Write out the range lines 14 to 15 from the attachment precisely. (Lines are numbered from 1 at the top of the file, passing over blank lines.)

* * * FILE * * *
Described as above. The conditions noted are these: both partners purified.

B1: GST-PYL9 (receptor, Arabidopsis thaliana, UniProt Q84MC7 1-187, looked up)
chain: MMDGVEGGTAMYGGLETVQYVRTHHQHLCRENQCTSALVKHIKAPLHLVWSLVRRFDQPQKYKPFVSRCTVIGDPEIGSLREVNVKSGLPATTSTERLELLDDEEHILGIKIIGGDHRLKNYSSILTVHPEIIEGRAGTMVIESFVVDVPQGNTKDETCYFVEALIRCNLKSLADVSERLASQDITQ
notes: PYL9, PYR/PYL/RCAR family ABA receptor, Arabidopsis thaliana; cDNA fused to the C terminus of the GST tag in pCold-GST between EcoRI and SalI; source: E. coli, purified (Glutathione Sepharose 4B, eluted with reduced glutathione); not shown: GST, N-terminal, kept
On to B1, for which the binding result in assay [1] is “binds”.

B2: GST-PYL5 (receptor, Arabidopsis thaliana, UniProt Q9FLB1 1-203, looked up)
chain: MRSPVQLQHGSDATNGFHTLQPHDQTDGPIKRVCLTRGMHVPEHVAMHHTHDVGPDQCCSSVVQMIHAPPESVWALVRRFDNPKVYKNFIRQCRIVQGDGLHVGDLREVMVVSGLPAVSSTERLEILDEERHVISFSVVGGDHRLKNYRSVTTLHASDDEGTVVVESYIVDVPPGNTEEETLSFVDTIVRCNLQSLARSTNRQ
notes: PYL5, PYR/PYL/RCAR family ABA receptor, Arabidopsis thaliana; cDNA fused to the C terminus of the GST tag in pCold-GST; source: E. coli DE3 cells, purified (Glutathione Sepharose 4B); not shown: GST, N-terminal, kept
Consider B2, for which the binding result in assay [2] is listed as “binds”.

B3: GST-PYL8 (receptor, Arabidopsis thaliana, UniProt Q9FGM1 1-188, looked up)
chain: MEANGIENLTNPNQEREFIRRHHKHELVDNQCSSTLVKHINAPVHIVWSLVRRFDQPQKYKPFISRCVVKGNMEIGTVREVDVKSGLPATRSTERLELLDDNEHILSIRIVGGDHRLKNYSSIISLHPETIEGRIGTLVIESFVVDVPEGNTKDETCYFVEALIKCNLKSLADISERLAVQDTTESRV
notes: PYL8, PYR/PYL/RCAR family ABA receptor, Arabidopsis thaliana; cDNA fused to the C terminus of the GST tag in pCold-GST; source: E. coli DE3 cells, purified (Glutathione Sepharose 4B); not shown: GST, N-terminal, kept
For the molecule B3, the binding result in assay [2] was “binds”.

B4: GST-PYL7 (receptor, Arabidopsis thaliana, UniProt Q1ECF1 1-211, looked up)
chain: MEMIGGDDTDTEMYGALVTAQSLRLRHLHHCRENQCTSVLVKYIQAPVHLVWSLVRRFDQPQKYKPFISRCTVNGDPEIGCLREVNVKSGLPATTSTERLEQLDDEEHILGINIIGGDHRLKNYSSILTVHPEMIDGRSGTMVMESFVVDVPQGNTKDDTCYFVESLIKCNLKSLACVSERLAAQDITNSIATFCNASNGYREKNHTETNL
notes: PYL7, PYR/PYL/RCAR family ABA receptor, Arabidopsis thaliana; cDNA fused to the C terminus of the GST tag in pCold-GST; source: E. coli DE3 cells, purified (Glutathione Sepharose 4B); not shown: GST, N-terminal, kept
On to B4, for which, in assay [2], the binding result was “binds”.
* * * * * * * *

B4: GST-PYL7 (receptor, Arabidopsis thaliana, UniProt Q1ECF1 1-211, looked up)
chain: MEMIGGDDTDTEMYGALVTAQSLRLRHLHHCRENQCTSVLVKYIQAPVHLVWSLVRRFDQPQKYKPFISRCTVNGDPEIGCLREVNVKSGLPATTSTERLEQLDDEEHILGINIIGGDHRLKNYSSILTVHPEMIDGRSGTMVMESFVVDVPQGNTKDDTCYFVESLIKCNLKSLACVSERLAAQDITNSIATFCNASNGYREKNHTETNL